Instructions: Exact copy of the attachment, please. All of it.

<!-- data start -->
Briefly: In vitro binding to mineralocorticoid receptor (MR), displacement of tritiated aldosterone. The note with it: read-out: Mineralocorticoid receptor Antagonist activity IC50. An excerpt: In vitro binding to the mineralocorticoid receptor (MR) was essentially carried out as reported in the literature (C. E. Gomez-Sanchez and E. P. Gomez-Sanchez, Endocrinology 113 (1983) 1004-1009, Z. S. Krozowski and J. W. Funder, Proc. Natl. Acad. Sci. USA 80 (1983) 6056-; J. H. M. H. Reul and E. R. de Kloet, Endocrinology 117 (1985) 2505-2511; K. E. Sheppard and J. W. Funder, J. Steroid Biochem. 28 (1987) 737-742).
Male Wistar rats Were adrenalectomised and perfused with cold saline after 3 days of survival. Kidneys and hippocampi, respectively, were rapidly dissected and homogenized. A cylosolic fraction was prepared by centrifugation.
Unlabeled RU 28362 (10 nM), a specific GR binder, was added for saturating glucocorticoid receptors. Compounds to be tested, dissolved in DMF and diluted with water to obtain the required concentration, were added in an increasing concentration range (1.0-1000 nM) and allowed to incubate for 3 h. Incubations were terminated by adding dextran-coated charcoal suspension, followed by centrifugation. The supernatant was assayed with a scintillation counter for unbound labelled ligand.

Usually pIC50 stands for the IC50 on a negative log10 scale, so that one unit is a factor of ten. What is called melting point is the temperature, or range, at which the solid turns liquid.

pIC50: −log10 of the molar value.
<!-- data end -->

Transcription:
Briefly: In vitro binding to mineralocorticoid receptor (MR), displacement of tritiated aldosterone. The note with it: read-out: Mineralocorticoid receptor Antagonist activity IC50. An excerpt: In vitro binding to the mineralocorticoid receptor (MR) was essentially carried out as reported in the literature (C. E. Gomez-Sanchez and E. P. Gomez-Sanchez, Endocrinology 113 (1983) 1004-1009, Z. S. Krozowski and J. W. Funder, Proc. Natl. Acad. Sci. USA 80 (1983) 6056-; J. H. M. H. Reul and E. R. de Kloet, Endocrinology 117 (1985) 2505-2511; K. E. Sheppard and J. W. Funder, J. Steroid Biochem. 28 (1987) 737-742).
Male Wistar rats Were adrenalectomised and perfused with cold saline after 3 days of survival. Kidneys and hippocampi, respectively, were rapidly dissected and homogenized. A cylosolic fraction was prepared by centrifugation.
Unlabeled RU 28362 (10 nM), a specific GR binder, was added for saturating glucocorticoid receptors. Compounds to be tested, dissolved in DMF and diluted with water to obtain the required concentration, were added in an increasing concentration range (1.0-1000 nM) and allowed to incubate for 3 h. Incubations were terminated by adding dextran-coated charcoal suspension, followed by centrifugation. The supernatant was assayed with a scintillation counter for unbound labelled ligand.

Usually pIC50 stands for the IC50 on a negative log10 scale, so that one unit is a factor of ten. What is called melting point is the temperature, or range, at which the solid turns liquid.

pIC50: −log10 of the molar value.